There aren't too many countires that Tintin hasn't been published in, and Iran is not one of them.
Before the Iranian revolution in '78, Tintin was published in Persian by Universal, authorized publisher of Tintin books in Iran. They were hardcover books, with excellent print quality and outstanding translation.
After the revolution, however, printing of Tintin books - like so many other things - were stopped. The only way people like myself could read Tintin was to find one of the old Universal editions (usually borrow it from a friend) and read them. They were a commodity, really, since not many of them were around any more, and those that were, were mainly torn and ripped after so many years of usage.
It wasn't until a few years ago, nearly a quarter century after the revolution, that Tintin found its way back into Iran. This time, however, the publishers are unauthorized, and since there is no copyright in Iran no one can stop them.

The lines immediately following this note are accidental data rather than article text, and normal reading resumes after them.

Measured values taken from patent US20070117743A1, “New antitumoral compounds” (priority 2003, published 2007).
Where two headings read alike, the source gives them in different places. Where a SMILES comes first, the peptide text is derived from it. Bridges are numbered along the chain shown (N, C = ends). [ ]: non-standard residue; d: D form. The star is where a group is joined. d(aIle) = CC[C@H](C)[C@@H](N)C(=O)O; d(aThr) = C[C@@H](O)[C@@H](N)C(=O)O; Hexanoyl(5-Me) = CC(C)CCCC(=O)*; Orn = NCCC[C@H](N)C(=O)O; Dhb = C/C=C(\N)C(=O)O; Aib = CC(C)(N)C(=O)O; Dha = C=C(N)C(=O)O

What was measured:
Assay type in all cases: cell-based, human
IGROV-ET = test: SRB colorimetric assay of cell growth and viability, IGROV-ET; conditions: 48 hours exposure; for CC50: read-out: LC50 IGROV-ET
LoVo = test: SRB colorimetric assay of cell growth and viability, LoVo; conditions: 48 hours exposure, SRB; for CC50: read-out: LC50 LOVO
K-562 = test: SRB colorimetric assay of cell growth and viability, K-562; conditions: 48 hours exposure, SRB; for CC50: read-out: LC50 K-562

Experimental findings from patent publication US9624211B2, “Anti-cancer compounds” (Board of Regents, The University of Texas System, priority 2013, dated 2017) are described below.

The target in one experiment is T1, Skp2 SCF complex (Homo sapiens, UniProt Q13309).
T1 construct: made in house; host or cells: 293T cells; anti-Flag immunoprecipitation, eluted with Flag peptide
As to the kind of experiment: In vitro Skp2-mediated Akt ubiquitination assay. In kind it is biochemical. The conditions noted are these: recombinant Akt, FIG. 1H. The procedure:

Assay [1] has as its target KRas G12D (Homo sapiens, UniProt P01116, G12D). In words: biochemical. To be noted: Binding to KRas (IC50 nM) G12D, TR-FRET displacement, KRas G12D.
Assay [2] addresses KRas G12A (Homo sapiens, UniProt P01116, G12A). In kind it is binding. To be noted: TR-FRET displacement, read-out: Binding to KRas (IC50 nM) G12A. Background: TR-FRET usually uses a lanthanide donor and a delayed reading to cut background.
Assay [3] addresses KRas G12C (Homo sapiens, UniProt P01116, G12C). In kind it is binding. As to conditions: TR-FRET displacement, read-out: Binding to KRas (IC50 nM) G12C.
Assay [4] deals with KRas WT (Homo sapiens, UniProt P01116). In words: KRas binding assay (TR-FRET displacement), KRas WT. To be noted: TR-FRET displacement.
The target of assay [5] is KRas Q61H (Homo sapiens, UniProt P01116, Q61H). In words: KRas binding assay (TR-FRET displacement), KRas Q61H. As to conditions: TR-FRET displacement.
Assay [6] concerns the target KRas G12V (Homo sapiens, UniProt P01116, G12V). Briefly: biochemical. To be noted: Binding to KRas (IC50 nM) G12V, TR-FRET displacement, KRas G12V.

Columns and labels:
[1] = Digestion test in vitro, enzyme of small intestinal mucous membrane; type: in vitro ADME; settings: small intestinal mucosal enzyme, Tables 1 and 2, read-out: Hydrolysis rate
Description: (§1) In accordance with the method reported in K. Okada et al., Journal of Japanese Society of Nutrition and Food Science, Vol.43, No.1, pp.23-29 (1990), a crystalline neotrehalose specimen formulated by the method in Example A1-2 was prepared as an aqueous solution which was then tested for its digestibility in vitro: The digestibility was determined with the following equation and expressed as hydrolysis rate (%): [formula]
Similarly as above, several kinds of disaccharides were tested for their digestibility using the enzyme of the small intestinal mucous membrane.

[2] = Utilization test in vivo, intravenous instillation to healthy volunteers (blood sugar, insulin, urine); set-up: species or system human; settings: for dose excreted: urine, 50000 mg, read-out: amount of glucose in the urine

This means they have "censored" a lot of stuff out of the Tintin stories. They have "islamified" Tintin, and had they failed to do so they probably would never have gotten permission to publish the books.
A lot of people, certainly those like me who have read the original editions, hate these new ones though. Imagine Captain Haddock drinking "lemonade" all the time instead of whiskey, or imagine Castafiore wearing stockings and long-sleeves, and then you will know why we hate them.
Here's an example of this ridiculous censorship. It's from "Tintin and the Picaros". As you can see, in the (unauthorized) Persian version, they have actually removed Captain Haddock altogether (embracing anyone except family or your husband is supposedly forbidden in Islam) !!!!
© Hergé/Moulinsart 2004
Image courtesy of Alireza
That's why the original Universal editions are even more valuable now, and they are almost impossible to find. I will write more on this issue and have more examples of this absurd censorship later.